Slow song does not work like speech. There is no back and forth, not even symbolic concepts underlying what is being sung. The character sings along with the others as if in a trance, and like tapping into an animal collective unconsciousness, comes out knowing certain things.
In practical terms, a certain length of singing will give the character certain knowledge. If the character would simply like to broadcast important information (“the forest is on fire!”, “the big baddie is coming!”), it takes only a half-hour of singing to broadcast it to others who will then incorporate it into their song. This song will continue to travel at a very rapid rate, upwards of 500 miles per day, but only to other Hunted.
If the player would like to know the answer of a yes/no question, they must simply sing for an hour, and then will know what the other Hunted communicated with them—although it may simply be “I don’t know”, and this they won’t know until after finishing the song. Singing for a longer period of time is more likely to result in a solid answer, as the song will have traveled a longer distance across multiple participants.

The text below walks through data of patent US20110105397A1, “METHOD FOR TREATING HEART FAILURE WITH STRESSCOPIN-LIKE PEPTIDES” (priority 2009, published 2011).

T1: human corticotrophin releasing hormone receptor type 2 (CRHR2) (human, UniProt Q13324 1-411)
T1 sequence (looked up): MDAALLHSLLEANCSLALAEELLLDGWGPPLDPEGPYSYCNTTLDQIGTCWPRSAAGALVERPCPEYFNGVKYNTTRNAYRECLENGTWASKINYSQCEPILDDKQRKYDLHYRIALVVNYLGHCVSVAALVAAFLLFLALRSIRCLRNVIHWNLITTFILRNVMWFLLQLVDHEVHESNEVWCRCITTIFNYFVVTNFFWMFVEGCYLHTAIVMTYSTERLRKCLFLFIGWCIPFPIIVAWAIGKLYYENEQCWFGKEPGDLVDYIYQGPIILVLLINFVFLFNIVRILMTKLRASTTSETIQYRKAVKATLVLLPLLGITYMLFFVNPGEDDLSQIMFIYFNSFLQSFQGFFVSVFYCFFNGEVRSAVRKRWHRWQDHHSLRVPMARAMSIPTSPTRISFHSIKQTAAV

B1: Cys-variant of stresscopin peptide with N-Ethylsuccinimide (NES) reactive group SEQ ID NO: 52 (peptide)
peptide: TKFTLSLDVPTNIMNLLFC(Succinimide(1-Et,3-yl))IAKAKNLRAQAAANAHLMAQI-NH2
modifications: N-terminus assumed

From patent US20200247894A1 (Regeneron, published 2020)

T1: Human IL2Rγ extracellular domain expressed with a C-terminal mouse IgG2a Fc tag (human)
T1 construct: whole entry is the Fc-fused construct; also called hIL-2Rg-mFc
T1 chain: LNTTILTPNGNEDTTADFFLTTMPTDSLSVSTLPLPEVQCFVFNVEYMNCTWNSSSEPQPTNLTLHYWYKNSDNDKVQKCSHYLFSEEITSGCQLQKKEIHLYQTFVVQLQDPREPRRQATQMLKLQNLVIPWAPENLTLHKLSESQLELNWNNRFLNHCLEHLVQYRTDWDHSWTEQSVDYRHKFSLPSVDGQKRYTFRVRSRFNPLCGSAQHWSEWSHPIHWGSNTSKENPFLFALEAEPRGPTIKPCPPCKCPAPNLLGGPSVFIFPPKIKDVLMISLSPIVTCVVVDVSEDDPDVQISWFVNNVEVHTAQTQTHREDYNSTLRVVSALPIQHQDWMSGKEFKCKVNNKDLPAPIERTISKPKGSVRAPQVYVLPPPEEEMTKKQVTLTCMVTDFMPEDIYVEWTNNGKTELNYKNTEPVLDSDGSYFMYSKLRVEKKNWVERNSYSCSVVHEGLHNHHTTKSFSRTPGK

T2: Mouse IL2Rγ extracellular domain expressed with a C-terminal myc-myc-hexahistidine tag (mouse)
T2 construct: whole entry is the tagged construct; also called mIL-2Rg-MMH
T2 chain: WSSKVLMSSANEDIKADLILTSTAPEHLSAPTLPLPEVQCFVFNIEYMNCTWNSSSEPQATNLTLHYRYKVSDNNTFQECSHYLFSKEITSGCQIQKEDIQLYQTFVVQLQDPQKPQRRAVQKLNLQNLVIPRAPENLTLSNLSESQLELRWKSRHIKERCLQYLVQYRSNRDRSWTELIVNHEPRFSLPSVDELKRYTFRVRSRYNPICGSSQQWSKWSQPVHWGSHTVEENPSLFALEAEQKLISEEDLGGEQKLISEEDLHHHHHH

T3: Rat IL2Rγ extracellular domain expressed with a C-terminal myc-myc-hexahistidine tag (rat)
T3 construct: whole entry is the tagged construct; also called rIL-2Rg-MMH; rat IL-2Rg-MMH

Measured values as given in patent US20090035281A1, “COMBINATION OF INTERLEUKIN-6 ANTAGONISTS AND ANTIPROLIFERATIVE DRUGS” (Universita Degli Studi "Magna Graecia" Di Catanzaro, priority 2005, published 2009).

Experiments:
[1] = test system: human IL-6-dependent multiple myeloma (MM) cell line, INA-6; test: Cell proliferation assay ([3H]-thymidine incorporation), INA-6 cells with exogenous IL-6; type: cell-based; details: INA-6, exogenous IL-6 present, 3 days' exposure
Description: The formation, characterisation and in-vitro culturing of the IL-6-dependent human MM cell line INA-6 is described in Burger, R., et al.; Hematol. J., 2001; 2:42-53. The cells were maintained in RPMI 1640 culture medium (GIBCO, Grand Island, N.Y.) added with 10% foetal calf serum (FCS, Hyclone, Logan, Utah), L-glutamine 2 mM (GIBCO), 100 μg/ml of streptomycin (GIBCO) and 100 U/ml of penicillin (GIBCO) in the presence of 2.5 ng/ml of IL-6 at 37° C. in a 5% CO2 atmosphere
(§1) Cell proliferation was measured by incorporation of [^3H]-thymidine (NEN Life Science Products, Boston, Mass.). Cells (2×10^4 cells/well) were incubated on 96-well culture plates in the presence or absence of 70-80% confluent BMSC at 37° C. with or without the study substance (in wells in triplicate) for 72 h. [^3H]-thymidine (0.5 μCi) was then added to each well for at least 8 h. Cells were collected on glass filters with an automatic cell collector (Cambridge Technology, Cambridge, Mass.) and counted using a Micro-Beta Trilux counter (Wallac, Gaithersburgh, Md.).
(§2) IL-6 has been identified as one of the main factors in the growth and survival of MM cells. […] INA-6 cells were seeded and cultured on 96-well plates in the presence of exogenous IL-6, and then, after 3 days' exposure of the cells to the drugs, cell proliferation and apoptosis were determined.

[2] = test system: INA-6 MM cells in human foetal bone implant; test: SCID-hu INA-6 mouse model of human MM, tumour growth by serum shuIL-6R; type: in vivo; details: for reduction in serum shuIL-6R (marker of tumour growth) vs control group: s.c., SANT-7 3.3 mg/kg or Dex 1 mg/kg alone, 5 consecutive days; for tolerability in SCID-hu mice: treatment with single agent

If the player would like to know the answer to a more complicated question, it’s likely that they will have to sing all day. Traveling is a prime time to sing, and so the GM may choose to make this easy by simply letting the Hunted’s player ask one question for each day of travel where the Hunted did not engage in any encounters or speak with the other players (to simulate their focus on the Song). The GM should answer in a way that is helpful but cryptic, and if the Hunted asks a question that the other Hunted wouldn’t know they may receive an unhelpful reply back. The more relevant the question is to the life of the average Hunted, the more specific and useful the answer will be—so asking where the wolves are or how warm the summer season will be is going to be more straightforward than asking the movements of men through the forest or the goings-on in a forest village, and asking about the political situation in a kingdom far from the forest will likely result in confusion or laughter rather than answers.
Ability 2: Bushcraft and Hiding
The Hunted excel in nature, particularly the woods. Whenever foraging for food or water, attempting to know the weather, or find their way through unmarked nature, they have the same chance of success as a ranger or halfling of the same level (so starting at a 1/2 chance in LotFP). This is true of all skills that could be construed as being “bushcraft” skills.